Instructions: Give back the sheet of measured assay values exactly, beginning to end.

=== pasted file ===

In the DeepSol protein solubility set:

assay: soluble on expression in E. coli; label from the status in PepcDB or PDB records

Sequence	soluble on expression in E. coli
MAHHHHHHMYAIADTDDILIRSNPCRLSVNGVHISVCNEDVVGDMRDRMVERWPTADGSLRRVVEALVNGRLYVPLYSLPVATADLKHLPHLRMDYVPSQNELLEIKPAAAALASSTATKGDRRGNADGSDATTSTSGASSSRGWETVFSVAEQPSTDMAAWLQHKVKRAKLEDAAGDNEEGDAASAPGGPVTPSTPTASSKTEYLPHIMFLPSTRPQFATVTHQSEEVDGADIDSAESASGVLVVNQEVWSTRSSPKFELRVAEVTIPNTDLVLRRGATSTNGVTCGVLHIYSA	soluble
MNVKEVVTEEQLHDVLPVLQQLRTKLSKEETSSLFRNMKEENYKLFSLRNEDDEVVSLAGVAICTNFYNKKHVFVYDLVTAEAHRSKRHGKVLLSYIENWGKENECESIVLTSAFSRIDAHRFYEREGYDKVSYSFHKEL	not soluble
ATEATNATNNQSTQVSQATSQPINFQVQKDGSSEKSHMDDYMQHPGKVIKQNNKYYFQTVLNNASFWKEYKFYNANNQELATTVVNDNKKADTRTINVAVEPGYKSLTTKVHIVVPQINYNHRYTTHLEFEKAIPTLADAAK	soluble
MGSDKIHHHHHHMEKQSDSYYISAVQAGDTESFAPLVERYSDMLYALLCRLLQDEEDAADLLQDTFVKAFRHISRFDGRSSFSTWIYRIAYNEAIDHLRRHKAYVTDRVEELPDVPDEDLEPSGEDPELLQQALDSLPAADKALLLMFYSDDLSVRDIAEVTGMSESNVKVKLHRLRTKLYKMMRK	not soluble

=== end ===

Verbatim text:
In the DeepSol protein solubility set:

assay: soluble on expression in E. coli; label from the status in PepcDB or PDB records

Sequence	soluble on expression in E. coli
MAHHHHHHMYAIADTDDILIRSNPCRLSVNGVHISVCNEDVVGDMRDRMVERWPTADGSLRRVVEALVNGRLYVPLYSLPVATADLKHLPHLRMDYVPSQNELLEIKPAAAALASSTATKGDRRGNADGSDATTSTSGASSSRGWETVFSVAEQPSTDMAAWLQHKVKRAKLEDAAGDNEEGDAASAPGGPVTPSTPTASSKTEYLPHIMFLPSTRPQFATVTHQSEEVDGADIDSAESASGVLVVNQEVWSTRSSPKFELRVAEVTIPNTDLVLRRGATSTNGVTCGVLHIYSA	soluble
MNVKEVVTEEQLHDVLPVLQQLRTKLSKEETSSLFRNMKEENYKLFSLRNEDDEVVSLAGVAICTNFYNKKHVFVYDLVTAEAHRSKRHGKVLLSYIENWGKENECESIVLTSAFSRIDAHRFYEREGYDKVSYSFHKEL	not soluble
ATEATNATNNQSTQVSQATSQPINFQVQKDGSSEKSHMDDYMQHPGKVIKQNNKYYFQTVLNNASFWKEYKFYNANNQELATTVVNDNKKADTRTINVAVEPGYKSLTTKVHIVVPQINYNHRYTTHLEFEKAIPTLADAAK	soluble
MGSDKIHHHHHHMEKQSDSYYISAVQAGDTESFAPLVERYSDMLYALLCRLLQDEEDAADLLQDTFVKAFRHISRFDGRSSFSTWIYRIAYNEAIDHLRRHKAYVTDRVEELPDVPDEDLEPSGEDPELLQQALDSLPAADKALLLMFYSDDLSVRDIAEVTGMSESNVKVKLHRLRTKLYKMMRK	not soluble